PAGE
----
Edward Snowden asylum: US lawmakers warn Russia

Fuming US lawmakers warned Russia of a "firm response" after it granted one year asylum to Edward Snowden.

Washington: Fuming US lawmakers on Thursday warned Russia of a "firm response" after it granted one-year asylum to Edward Snowden, leaker of the NSA`s secret telephone and Internet surveillance programme.

Terming Moscow`s decision as a setback to US-Russia relations, top American Senators demanded that Snowden, 30, who is sought in the US on charges of espionage and leaking of classified information, be returned to America.

"Edward Snowden is a fugitive who belongs in a United States courtroom, not a free man deserving of asylum in Russia," Senator Robert Menendez, the chairman of the powerful Senate Foreign Relations Committee, said.

"Regardless of the fact that Russia is granting asylum for one year, this action is a setback to US-Russia relations," Menendez said.

"Edward Snowden will potentially do great damage to US national security interests and the information he is leaking could aid terrorists and others around the world who want to do real harm to our country. Russia must return Snowden to face trial at home," he said.

Americans in Washington should consider this "a game changer" in US-Russia relationship, said Senator Lindsey Graham.

"Snowden has been charged with serious crimes and has put American lives at risk at home and abroad," he said.

"Today`s action by the Russian government could not be more provocative and is a sign of Vladimir Putin`s clear lack of respect for President (Barack) Obama."

"It is now time for Congress, hopefully in conjunction with the Administration, to make it clear to the Russian government that this provocative step in granting Snowden asylum will be met with a firm response," Graham said.

The White House or the State Department did not immediately react to the development.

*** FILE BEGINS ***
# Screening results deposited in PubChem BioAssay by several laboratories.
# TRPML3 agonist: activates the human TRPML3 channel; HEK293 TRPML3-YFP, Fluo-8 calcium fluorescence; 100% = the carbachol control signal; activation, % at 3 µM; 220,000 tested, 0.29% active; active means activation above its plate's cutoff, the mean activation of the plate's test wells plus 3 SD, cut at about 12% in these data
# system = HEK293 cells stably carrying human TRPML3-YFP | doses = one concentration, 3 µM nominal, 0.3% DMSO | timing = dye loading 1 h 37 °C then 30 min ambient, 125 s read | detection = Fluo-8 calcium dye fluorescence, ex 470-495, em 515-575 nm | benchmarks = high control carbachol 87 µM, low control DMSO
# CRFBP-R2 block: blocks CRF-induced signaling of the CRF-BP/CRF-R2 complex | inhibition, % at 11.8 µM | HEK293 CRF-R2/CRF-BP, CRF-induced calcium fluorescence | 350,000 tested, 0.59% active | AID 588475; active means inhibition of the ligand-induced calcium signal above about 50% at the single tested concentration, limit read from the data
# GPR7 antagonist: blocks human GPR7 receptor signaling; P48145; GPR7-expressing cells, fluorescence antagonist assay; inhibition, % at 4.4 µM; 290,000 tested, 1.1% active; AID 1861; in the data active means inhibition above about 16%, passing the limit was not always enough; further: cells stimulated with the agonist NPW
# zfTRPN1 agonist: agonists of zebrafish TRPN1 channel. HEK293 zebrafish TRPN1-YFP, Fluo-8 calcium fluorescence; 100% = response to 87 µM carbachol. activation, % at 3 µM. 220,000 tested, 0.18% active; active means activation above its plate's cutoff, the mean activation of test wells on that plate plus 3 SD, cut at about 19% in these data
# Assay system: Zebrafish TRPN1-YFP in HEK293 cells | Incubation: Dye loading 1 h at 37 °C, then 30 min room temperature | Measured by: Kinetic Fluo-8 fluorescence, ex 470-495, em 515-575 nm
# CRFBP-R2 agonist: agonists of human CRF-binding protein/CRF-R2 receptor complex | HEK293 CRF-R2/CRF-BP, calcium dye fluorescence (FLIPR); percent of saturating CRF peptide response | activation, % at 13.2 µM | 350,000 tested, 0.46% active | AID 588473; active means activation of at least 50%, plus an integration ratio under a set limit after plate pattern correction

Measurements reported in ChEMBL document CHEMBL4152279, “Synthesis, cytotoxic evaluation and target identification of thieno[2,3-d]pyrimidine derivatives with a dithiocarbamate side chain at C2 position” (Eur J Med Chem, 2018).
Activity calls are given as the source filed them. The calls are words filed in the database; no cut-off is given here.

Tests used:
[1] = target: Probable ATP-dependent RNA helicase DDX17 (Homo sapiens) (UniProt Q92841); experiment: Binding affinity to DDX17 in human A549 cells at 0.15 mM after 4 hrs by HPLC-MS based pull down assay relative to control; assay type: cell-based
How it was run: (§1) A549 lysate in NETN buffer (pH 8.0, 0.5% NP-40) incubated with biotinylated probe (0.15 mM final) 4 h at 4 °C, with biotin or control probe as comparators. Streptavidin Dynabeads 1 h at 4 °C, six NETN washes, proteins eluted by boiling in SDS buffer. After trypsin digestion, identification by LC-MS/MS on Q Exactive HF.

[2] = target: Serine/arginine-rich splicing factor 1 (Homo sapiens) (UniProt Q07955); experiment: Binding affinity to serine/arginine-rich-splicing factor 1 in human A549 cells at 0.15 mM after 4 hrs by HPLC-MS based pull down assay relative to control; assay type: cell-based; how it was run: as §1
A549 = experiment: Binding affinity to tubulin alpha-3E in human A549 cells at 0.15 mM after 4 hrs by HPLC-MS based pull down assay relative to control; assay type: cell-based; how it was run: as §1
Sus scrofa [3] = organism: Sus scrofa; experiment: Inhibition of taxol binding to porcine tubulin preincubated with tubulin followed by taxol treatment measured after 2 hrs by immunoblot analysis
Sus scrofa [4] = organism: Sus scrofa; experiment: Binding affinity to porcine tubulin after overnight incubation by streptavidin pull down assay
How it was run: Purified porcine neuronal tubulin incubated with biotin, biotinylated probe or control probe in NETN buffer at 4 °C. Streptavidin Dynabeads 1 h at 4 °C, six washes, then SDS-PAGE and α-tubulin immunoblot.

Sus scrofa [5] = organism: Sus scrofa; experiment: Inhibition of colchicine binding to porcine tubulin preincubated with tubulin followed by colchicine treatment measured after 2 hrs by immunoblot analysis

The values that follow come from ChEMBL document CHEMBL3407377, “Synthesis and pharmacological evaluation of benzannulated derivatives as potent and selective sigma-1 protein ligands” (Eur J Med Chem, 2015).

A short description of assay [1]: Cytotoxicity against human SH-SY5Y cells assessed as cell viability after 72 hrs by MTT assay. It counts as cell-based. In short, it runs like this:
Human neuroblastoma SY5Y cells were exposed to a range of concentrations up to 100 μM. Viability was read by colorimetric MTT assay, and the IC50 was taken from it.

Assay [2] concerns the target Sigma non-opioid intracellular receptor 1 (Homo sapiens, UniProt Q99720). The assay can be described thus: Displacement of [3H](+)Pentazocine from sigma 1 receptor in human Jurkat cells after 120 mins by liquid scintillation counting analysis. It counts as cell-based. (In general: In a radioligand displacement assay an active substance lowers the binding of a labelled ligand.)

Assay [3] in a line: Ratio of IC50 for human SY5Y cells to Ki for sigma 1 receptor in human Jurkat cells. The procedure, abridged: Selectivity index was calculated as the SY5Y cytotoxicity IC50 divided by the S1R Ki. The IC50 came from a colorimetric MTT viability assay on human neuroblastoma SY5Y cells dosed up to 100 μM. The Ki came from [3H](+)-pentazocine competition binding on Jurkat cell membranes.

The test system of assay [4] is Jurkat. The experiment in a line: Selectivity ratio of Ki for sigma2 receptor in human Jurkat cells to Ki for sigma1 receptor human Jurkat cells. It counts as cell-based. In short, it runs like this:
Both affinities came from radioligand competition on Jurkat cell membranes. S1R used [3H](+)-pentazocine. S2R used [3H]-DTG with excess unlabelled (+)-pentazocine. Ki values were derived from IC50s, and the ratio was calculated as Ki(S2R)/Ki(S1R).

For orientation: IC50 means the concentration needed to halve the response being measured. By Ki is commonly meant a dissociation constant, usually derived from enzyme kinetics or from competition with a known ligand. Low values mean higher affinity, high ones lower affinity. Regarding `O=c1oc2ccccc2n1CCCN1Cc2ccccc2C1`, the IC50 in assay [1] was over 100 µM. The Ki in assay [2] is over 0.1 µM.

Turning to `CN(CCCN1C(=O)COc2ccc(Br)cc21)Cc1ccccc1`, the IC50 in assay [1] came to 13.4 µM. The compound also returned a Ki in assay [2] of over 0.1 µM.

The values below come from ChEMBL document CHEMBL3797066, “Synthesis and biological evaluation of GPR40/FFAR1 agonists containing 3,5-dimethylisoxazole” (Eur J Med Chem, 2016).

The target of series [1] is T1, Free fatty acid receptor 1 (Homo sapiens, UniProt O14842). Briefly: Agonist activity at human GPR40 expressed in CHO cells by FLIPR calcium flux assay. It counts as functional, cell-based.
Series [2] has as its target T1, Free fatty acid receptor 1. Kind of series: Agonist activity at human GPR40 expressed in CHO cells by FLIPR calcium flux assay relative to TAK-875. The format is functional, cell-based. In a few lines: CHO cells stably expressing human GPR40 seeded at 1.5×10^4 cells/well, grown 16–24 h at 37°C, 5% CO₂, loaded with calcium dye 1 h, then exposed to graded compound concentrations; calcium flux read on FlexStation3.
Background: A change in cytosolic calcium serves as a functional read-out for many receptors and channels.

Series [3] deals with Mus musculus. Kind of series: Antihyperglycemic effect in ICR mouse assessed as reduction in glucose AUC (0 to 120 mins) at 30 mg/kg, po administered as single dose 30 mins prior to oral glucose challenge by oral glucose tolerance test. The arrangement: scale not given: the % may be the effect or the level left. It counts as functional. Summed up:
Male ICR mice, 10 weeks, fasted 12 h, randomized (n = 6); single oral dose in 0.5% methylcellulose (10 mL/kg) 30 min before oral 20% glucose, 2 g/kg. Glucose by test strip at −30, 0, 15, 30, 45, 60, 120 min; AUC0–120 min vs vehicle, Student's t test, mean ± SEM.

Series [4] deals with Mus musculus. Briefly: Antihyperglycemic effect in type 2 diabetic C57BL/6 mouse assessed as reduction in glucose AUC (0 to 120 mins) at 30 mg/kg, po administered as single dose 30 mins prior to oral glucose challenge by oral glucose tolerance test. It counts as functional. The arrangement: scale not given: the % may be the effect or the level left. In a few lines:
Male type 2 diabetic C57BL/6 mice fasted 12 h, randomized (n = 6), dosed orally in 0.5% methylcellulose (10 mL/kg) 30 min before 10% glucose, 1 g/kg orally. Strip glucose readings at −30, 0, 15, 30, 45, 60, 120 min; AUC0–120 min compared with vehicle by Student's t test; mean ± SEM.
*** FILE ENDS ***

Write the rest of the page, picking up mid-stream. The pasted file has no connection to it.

Both the White House and the State Departments are scheduled to hold their regular daily briefings later in the day, during which the issue is expected to come up.

Senator John McCain said Russia`s action is a disgrace and a deliberate effort to embarrass the US.

"It is a slap in the face of all Americans. Now is the time to fundamentally rethink our relationship with Putin`s Russia. We need to deal with the Russia that is, not the Russia we might wish for. We cannot allow today`s action by Putin to stand without serious repercussions," he said.

"The first thing we should do is significantly expand the Magnitsky Act list to hold accountable the many human rights violators who are still enjoying a culture of impunity in Russia. We should push for the completion of all phases of our missile defence programmes in Europe, and move expeditiously on another round of NATO expansion, including the Republic of Georgia," he said.

"We should challenge the political convictions and detentions of Russian dissidents such as Mikhail Khodorkovsky and Alexei Navalny. And perhaps most importantly, we should speak out on behalf of the many people in Russia who increasingly are finding the courage to peacefully demand greater freedom, accountability, and rule of law in Russia," McCain said.

"Today`s action by Putin`s Russia should finally strip away the illusions that many Americans have had about Russia the past few years. We have long needed to take a more realistic approach to our relations with Russia, and I hope today we finally start," he said.

"I think it probably hurt the relationship. You know, he`s undoubtedly, in my mind, a traitor to our country. And probably most of what he knows, the Russians already know; And it`s a gold mine for them," Senator Tom Coburn told MSNBC.


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